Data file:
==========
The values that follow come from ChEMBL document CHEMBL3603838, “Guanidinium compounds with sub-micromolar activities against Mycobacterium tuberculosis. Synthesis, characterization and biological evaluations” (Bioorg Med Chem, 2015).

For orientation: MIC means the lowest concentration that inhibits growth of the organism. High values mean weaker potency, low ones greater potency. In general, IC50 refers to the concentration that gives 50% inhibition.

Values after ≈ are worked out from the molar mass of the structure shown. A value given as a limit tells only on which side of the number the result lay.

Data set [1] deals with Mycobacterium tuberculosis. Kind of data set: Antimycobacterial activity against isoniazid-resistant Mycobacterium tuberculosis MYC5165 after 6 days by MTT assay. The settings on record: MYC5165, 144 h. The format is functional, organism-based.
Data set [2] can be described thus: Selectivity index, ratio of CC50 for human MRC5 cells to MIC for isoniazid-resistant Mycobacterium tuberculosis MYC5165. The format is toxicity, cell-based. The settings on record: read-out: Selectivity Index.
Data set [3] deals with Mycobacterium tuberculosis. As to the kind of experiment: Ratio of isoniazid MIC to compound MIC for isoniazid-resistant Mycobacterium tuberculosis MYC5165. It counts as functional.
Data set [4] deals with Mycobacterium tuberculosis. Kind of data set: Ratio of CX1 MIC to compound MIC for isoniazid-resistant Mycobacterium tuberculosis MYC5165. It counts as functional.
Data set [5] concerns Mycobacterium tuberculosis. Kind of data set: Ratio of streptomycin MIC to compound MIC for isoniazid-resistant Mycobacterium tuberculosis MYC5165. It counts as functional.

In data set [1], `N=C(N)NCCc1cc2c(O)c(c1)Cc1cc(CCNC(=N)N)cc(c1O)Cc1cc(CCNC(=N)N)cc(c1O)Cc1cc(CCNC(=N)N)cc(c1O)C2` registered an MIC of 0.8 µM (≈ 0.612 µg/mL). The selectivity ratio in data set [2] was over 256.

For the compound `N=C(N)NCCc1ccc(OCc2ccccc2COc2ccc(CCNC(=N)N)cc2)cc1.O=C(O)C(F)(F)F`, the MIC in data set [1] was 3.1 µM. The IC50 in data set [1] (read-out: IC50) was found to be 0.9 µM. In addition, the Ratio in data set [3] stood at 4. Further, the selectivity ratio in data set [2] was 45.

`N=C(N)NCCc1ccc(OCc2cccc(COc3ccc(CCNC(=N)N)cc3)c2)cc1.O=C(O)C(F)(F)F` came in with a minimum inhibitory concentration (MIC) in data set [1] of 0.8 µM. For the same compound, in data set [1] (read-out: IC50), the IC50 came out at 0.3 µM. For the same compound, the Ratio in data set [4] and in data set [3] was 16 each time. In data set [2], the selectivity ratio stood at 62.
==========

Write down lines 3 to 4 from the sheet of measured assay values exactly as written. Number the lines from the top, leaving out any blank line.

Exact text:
Values after ≈ are worked out from the molar mass of the structure shown. A value given as a limit tells only on which side of the number the result lay.

Data set [1] deals with Mycobacterium tuberculosis. Kind of data set: Antimycobacterial activity against isoniazid-resistant Mycobacterium tuberculosis MYC5165 after 6 days by MTT assay. The settings on record: MYC5165, 144 h. The format is functional, organism-based.